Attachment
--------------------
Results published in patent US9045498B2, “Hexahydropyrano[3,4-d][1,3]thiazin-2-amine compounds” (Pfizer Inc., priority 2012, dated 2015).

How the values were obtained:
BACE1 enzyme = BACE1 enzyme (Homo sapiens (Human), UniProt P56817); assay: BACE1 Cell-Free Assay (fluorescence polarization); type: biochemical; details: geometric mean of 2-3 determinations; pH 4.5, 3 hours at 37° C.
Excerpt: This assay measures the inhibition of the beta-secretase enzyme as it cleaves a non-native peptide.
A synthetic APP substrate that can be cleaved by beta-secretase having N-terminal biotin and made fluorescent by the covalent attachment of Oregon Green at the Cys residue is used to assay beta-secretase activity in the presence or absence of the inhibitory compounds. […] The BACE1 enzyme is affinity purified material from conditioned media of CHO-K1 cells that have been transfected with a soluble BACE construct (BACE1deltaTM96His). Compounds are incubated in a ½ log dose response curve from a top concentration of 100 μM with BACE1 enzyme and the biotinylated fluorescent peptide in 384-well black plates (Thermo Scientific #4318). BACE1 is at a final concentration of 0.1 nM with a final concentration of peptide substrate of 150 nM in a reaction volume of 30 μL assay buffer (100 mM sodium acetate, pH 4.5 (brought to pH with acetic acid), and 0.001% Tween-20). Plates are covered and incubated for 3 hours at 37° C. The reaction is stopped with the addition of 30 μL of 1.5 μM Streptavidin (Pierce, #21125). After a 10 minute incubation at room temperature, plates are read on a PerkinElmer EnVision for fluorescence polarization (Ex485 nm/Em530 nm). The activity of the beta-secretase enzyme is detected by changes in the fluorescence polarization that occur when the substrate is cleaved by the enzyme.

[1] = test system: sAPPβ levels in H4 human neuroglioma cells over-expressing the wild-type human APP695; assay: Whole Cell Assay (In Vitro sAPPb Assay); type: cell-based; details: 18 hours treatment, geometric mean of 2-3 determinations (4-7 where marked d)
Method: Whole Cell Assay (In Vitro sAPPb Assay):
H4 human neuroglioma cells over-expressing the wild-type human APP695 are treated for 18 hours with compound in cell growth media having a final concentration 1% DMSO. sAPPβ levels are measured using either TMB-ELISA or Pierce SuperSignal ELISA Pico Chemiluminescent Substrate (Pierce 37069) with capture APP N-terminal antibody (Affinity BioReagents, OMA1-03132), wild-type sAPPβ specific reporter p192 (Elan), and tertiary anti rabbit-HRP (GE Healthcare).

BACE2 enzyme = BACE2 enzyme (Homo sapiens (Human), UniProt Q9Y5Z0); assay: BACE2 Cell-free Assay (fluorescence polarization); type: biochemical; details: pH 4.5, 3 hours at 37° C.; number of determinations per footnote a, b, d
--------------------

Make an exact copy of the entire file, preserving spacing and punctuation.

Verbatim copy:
Results published in patent US9045498B2, “Hexahydropyrano[3,4-d][1,3]thiazin-2-amine compounds” (Pfizer Inc., priority 2012, dated 2015).

How the values were obtained:
BACE1 enzyme = BACE1 enzyme (Homo sapiens (Human), UniProt P56817); assay: BACE1 Cell-Free Assay (fluorescence polarization); type: biochemical; details: geometric mean of 2-3 determinations; pH 4.5, 3 hours at 37° C.
Excerpt: This assay measures the inhibition of the beta-secretase enzyme as it cleaves a non-native peptide.
A synthetic APP substrate that can be cleaved by beta-secretase having N-terminal biotin and made fluorescent by the covalent attachment of Oregon Green at the Cys residue is used to assay beta-secretase activity in the presence or absence of the inhibitory compounds. […] The BACE1 enzyme is affinity purified material from conditioned media of CHO-K1 cells that have been transfected with a soluble BACE construct (BACE1deltaTM96His). Compounds are incubated in a ½ log dose response curve from a top concentration of 100 μM with BACE1 enzyme and the biotinylated fluorescent peptide in 384-well black plates (Thermo Scientific #4318). BACE1 is at a final concentration of 0.1 nM with a final concentration of peptide substrate of 150 nM in a reaction volume of 30 μL assay buffer (100 mM sodium acetate, pH 4.5 (brought to pH with acetic acid), and 0.001% Tween-20). Plates are covered and incubated for 3 hours at 37° C. The reaction is stopped with the addition of 30 μL of 1.5 μM Streptavidin (Pierce, #21125). After a 10 minute incubation at room temperature, plates are read on a PerkinElmer EnVision for fluorescence polarization (Ex485 nm/Em530 nm). The activity of the beta-secretase enzyme is detected by changes in the fluorescence polarization that occur when the substrate is cleaved by the enzyme.

[1] = test system: sAPPβ levels in H4 human neuroglioma cells over-expressing the wild-type human APP695; assay: Whole Cell Assay (In Vitro sAPPb Assay); type: cell-based; details: 18 hours treatment, geometric mean of 2-3 determinations (4-7 where marked d)
Method: Whole Cell Assay (In Vitro sAPPb Assay):
H4 human neuroglioma cells over-expressing the wild-type human APP695 are treated for 18 hours with compound in cell growth media having a final concentration 1% DMSO. sAPPβ levels are measured using either TMB-ELISA or Pierce SuperSignal ELISA Pico Chemiluminescent Substrate (Pierce 37069) with capture APP N-terminal antibody (Affinity BioReagents, OMA1-03132), wild-type sAPPβ specific reporter p192 (Elan), and tertiary anti rabbit-HRP (GE Healthcare).

BACE2 enzyme = BACE2 enzyme (Homo sapiens (Human), UniProt Q9Y5Z0); assay: BACE2 Cell-free Assay (fluorescence polarization); type: biochemical; details: pH 4.5, 3 hours at 37° C.; number of determinations per footnote a, b, d